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Yep in my head they are pretty genetic beings with more spoken word than form.  My characters lack details and I have to use software to get a better handle on them.  I mock-up their clothes, hair, facial features and overall appearance.  Mind you, this helps a ton.

I worry it isn’t enough.  I’m not sure what details a character needs to bring them off the page.  To help them read real.

All the background questions in the world are not going to help me with this either.  It won’t help reading how to develop characters either.  You would think it would.  I’ve looked.  Gotten more sites about questionnaires, basic standard forms and d&d sites.   Yeah, have to love punching in character develop or sheet and you get a game.

I like using extremes in examples at times.  It can be easier to gasp the concept.  With that in mind, Jimmy Joe Bob is in the house!  He’s poking at the laptop screen from the inside and wondering who I am.  I think my overwhelming large presence freaks him out.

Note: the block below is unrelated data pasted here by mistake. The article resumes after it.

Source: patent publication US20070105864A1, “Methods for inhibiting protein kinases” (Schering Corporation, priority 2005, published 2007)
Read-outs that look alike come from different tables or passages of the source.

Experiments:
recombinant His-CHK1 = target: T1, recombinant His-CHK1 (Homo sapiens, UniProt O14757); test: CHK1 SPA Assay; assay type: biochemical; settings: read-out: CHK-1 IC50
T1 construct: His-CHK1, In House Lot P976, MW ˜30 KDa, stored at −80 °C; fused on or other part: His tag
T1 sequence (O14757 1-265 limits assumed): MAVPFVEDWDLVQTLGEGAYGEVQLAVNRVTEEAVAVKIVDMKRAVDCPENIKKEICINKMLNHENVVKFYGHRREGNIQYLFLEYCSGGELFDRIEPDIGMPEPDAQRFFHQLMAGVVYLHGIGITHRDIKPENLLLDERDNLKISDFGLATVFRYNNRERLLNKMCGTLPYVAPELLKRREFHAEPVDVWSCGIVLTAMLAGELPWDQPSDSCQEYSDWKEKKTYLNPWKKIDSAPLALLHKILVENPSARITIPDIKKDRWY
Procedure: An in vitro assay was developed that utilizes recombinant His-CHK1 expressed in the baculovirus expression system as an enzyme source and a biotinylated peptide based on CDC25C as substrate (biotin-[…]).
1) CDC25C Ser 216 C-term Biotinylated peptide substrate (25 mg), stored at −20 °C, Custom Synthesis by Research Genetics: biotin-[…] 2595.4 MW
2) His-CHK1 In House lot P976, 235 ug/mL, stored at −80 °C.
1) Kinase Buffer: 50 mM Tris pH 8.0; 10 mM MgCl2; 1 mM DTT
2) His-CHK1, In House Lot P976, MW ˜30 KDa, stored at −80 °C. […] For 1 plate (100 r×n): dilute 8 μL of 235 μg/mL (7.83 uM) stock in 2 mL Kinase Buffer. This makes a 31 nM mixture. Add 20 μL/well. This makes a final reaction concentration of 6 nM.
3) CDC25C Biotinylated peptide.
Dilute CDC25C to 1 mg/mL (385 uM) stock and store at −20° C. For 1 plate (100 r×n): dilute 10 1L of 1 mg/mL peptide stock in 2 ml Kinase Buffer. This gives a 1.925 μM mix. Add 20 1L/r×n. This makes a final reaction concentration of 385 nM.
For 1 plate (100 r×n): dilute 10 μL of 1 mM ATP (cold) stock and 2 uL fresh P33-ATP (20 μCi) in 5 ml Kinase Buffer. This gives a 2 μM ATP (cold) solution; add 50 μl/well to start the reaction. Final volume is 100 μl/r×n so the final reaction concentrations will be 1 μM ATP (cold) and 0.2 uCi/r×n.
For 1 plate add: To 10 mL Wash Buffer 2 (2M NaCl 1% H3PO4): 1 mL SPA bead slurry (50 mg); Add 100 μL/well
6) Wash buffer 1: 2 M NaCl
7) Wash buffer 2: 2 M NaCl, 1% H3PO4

Back to the point.

Jimmy Joe Bob wears loose clothes.  Overalls.  Rips in them as they are handy me downs.  He has scruffy hair.  He doesn’t bathe much.  He carries a gun everywhere.  It’s like a stuff toy to him.  He has a baby face.  He’s young.  Probably the youngest.

I can get the overall sense of him but details beyond this start to bug me.  Like anything more specific like his eyes, nose, mouth become not so easy to form in sentence.  I don’t know if I need those kinds of details.  Do I need the reader to know Jimmy Joe Bob has wide eyes and thin lips?  Or is the reader happy with the overall details of the character?

Would love some feedback on this subject.  How much detail do you go into?   If it’s a lead character would you describe their eyes, nose, lips?   If it’s a minor character in a major scene, is it important for the reader to know facial stuff?   When is it ok to browse over a character’s facial detail and when isn’t it?

Any books, sites or general advice is massively welcomed.

Terra

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